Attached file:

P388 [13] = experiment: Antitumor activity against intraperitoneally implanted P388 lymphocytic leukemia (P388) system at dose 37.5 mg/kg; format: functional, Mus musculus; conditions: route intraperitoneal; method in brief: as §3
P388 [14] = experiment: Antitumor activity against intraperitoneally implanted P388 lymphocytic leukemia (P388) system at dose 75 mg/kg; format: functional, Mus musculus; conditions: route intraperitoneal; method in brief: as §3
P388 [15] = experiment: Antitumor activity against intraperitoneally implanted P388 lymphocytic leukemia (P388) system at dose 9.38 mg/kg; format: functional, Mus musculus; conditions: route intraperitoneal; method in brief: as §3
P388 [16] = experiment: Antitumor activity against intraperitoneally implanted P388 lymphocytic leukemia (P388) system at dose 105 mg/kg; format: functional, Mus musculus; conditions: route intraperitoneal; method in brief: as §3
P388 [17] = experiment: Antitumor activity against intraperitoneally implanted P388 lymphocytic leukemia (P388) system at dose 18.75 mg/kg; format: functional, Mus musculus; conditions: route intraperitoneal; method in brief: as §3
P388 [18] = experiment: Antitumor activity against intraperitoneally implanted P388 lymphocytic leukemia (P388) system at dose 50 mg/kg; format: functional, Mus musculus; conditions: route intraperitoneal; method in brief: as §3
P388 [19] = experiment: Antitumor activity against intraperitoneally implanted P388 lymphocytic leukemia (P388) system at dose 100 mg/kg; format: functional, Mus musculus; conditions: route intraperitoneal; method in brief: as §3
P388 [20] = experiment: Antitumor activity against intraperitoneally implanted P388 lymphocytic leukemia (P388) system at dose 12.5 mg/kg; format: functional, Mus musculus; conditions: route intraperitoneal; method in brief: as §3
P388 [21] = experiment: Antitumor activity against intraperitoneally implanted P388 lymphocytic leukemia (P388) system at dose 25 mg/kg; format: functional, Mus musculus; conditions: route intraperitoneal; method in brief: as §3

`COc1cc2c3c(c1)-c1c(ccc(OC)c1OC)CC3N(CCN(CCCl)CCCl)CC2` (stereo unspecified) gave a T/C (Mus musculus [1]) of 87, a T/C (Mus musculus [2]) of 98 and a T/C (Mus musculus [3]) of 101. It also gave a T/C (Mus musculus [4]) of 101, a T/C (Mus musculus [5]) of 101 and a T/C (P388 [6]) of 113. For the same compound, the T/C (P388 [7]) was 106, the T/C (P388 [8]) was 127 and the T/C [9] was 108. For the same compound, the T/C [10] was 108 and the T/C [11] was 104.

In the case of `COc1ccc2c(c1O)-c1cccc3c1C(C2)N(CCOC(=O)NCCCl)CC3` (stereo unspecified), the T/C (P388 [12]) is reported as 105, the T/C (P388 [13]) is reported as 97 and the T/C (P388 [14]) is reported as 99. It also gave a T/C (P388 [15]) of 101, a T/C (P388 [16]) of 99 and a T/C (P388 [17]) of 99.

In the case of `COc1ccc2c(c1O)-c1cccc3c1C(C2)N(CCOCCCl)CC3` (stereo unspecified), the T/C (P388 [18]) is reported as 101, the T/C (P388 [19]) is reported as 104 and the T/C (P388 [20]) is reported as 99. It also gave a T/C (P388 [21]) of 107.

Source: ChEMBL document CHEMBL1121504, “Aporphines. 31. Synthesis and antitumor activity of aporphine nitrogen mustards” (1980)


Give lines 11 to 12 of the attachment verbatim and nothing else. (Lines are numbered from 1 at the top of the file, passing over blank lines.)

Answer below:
In the case of `COc1ccc2c(c1O)-c1cccc3c1C(C2)N(CCOC(=O)NCCCl)CC3` (stereo unspecified), the T/C (P388 [12]) is reported as 105, the T/C (P388 [13]) is reported as 97 and the T/C (P388 [14]) is reported as 99. It also gave a T/C (P388 [15]) of 101, a T/C (P388 [16]) of 99 and a T/C (P388 [17]) of 99.

In the case of `COc1ccc2c(c1O)-c1cccc3c1C(C2)N(CCOCCCl)CC3` (stereo unspecified), the T/C (P388 [18]) is reported as 101, the T/C (P388 [19]) is reported as 104 and the T/C (P388 [20]) is reported as 99. It also gave a T/C (P388 [21]) of 107.